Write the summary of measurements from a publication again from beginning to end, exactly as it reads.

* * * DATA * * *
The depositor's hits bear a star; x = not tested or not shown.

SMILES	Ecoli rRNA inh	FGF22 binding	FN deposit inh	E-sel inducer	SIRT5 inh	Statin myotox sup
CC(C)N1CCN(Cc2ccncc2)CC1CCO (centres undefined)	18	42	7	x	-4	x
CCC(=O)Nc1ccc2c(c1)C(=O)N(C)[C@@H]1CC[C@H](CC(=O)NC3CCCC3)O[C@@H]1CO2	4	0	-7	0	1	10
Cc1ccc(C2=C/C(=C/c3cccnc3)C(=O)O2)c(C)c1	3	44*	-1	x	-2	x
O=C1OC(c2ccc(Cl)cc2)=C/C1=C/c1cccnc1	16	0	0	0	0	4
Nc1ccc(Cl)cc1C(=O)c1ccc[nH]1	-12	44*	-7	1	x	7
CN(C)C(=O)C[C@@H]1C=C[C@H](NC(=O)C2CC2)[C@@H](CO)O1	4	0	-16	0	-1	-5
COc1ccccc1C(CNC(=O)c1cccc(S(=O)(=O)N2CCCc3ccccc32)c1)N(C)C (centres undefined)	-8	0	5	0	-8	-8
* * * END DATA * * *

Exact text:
The depositor's hits bear a star; x = not tested or not shown.

SMILES	Ecoli rRNA inh	FGF22 binding	FN deposit inh	E-sel inducer	SIRT5 inh	Statin myotox sup
CC(C)N1CCN(Cc2ccncc2)CC1CCO (centres undefined)	18	42	7	x	-4	x
CCC(=O)Nc1ccc2c(c1)C(=O)N(C)[C@@H]1CC[C@H](CC(=O)NC3CCCC3)O[C@@H]1CO2	4	0	-7	0	1	10
Cc1ccc(C2=C/C(=C/c3cccnc3)C(=O)O2)c(C)c1	3	44*	-1	x	-2	x
O=C1OC(c2ccc(Cl)cc2)=C/C1=C/c1cccnc1	16	0	0	0	0	4
Nc1ccc(Cl)cc1C(=O)c1ccc[nH]1	-12	44*	-7	1	x	7
CN(C)C(=O)C[C@@H]1C=C[C@H](NC(=O)C2CC2)[C@@H](CO)O1	4	0	-16	0	-1	-5
COc1ccccc1C(CNC(=O)c1cccc(S(=O)(=O)N2CCCc3ccccc32)c1)N(C)C (centres undefined)	-8	0	5	0	-8	-8